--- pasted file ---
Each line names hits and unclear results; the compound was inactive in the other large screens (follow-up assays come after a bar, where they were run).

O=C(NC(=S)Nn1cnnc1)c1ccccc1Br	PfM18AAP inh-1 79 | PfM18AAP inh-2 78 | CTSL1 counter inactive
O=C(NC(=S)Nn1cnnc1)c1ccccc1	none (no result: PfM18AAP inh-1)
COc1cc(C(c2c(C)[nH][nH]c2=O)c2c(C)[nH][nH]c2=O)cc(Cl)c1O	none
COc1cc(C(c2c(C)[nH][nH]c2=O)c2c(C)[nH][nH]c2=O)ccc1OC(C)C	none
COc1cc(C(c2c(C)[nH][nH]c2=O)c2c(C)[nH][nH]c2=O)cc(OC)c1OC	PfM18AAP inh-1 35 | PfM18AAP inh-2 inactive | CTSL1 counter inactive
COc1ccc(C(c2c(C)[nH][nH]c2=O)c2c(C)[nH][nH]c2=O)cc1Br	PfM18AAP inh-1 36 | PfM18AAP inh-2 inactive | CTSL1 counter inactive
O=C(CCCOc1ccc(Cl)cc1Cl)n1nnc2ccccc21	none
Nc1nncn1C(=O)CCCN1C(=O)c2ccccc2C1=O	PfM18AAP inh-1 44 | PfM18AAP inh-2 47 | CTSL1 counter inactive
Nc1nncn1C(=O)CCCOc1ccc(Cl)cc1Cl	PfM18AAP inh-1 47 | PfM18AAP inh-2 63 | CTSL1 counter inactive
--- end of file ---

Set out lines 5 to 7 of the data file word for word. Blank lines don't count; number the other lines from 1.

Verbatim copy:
COc1cc(C(c2c(C)[nH][nH]c2=O)c2c(C)[nH][nH]c2=O)ccc1OC(C)C	none
COc1cc(C(c2c(C)[nH][nH]c2=O)c2c(C)[nH][nH]c2=O)cc(OC)c1OC	PfM18AAP inh-1 35 | PfM18AAP inh-2 inactive | CTSL1 counter inactive
COc1ccc(C(c2c(C)[nH][nH]c2=O)c2c(C)[nH][nH]c2=O)cc1Br	PfM18AAP inh-1 36 | PfM18AAP inh-2 inactive | CTSL1 counter inactive